Wednesday, December 14, 2005
The blog calls our attention to this new article on the rebuilding of Tulane.
Within 24 hours of the trustees' vote, the students had set up a nonprofit organization with a Web site, www.savetulaneengineering.org, in hopes of persuading Cowen to reconsider. With all the revelations about engineering problems with New Orleans levees that led to the flooding of much of the city, this fledgling group contends that New Orleans needs all the engineers it can get.Unfortunately, all the enginerring programs together have less than two hundred students, says the administration, and they are costly programs.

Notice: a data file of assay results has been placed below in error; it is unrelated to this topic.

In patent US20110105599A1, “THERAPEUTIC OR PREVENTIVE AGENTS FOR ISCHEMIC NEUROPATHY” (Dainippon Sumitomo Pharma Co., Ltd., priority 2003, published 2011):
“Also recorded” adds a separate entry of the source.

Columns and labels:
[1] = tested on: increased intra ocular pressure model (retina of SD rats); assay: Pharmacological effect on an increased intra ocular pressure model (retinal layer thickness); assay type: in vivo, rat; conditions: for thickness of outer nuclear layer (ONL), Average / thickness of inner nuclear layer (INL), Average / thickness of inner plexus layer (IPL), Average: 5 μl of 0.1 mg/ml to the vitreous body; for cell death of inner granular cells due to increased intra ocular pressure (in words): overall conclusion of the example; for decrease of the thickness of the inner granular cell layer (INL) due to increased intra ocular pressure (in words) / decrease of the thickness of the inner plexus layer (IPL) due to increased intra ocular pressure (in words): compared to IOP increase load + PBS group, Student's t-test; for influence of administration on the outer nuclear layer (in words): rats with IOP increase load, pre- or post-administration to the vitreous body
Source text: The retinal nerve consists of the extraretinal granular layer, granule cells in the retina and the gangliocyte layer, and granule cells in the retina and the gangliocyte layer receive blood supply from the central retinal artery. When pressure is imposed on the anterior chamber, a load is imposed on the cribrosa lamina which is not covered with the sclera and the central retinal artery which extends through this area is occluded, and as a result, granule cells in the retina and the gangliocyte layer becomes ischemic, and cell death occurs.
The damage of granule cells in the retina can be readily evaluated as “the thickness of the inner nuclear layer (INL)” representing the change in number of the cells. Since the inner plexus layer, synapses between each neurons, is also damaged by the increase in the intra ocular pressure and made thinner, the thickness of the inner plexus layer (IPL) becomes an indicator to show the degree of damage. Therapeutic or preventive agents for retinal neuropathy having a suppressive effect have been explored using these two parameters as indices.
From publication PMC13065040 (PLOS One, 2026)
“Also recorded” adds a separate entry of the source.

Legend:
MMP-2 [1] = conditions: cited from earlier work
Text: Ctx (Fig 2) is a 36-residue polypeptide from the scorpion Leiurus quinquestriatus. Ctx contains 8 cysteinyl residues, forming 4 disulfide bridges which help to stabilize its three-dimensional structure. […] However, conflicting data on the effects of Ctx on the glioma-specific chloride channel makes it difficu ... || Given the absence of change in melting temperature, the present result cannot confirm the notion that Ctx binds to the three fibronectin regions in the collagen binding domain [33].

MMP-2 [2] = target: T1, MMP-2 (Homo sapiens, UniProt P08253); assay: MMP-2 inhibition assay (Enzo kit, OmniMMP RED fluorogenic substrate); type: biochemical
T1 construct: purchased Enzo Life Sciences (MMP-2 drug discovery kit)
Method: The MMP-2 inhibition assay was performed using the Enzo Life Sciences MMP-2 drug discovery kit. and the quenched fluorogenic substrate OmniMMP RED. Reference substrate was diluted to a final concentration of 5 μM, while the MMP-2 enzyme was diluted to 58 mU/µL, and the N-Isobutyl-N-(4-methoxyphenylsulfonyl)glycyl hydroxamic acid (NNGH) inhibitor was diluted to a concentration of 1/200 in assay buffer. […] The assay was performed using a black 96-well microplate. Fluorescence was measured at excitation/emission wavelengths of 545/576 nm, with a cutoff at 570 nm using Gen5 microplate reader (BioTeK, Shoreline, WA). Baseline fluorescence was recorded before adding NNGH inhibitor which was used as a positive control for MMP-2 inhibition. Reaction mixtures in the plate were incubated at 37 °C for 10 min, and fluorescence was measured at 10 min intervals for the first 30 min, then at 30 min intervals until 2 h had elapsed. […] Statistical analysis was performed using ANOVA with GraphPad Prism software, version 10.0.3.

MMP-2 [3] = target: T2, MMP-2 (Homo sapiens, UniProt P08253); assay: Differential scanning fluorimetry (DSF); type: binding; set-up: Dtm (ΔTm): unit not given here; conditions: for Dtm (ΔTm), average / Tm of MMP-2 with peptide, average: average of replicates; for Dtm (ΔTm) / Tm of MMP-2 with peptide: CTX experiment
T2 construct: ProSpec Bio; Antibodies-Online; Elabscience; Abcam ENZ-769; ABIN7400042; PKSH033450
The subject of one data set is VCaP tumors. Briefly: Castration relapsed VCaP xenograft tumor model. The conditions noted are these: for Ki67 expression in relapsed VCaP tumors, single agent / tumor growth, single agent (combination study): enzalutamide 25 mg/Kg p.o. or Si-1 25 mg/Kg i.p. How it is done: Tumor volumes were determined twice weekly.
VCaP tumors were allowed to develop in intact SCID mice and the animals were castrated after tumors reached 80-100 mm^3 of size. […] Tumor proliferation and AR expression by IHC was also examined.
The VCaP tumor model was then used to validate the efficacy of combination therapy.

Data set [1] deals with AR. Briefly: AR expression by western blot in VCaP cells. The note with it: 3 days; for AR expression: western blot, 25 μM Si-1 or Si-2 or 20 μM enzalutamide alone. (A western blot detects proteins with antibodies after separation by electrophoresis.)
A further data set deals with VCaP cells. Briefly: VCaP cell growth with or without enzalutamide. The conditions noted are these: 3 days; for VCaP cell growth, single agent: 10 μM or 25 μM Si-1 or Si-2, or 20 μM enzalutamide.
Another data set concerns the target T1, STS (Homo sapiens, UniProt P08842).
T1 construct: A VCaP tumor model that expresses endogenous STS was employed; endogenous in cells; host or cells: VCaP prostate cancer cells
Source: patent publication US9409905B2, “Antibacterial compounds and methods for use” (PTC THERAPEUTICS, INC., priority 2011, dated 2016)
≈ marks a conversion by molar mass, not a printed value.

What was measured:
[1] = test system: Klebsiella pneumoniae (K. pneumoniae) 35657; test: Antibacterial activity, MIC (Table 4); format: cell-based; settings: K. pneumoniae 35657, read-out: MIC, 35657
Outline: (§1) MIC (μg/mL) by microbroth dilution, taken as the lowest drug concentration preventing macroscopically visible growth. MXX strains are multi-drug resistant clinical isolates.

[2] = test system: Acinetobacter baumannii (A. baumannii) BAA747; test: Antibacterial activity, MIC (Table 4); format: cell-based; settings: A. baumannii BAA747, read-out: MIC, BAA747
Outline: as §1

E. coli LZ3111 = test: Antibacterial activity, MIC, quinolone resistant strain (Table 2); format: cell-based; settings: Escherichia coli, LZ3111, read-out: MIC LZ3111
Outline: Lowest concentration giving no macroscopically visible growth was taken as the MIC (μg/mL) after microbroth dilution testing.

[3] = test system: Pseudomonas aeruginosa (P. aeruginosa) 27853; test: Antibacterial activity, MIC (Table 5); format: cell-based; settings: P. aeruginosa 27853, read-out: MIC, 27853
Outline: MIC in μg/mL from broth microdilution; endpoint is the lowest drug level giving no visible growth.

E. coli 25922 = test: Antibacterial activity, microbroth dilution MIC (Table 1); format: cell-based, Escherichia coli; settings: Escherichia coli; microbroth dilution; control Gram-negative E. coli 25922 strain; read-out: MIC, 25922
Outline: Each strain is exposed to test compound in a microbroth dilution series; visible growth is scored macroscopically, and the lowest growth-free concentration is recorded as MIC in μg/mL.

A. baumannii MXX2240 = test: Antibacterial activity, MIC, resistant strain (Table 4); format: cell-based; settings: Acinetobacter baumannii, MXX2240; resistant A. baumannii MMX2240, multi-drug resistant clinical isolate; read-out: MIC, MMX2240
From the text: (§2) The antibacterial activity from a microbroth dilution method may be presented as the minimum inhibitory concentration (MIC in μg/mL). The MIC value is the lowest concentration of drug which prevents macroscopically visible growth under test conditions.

"Many of the engineering companies in New Orleans have relied heavily on Tulane graduates," said Will Clarkson, a junior computer-engineering major who has spent this semester at Boston University.
"If you eliminate the program from which they get their future employees, what commitment do they have to stay in New Orleans, which has already been ravaged?" he said. "In the next decade, engineering should be the mainstay of New Orleans, not the bastard stepchild."
I find this interesting in light of some conversations I've had at SCSU about our College of Science and Engineering. There, engineering programs and nursing have prospered, but their cost is so high that those in the traditional sciences like biology, physics and chemistry worry about their programs' future. Maybe there should be another SCSU blog from that school.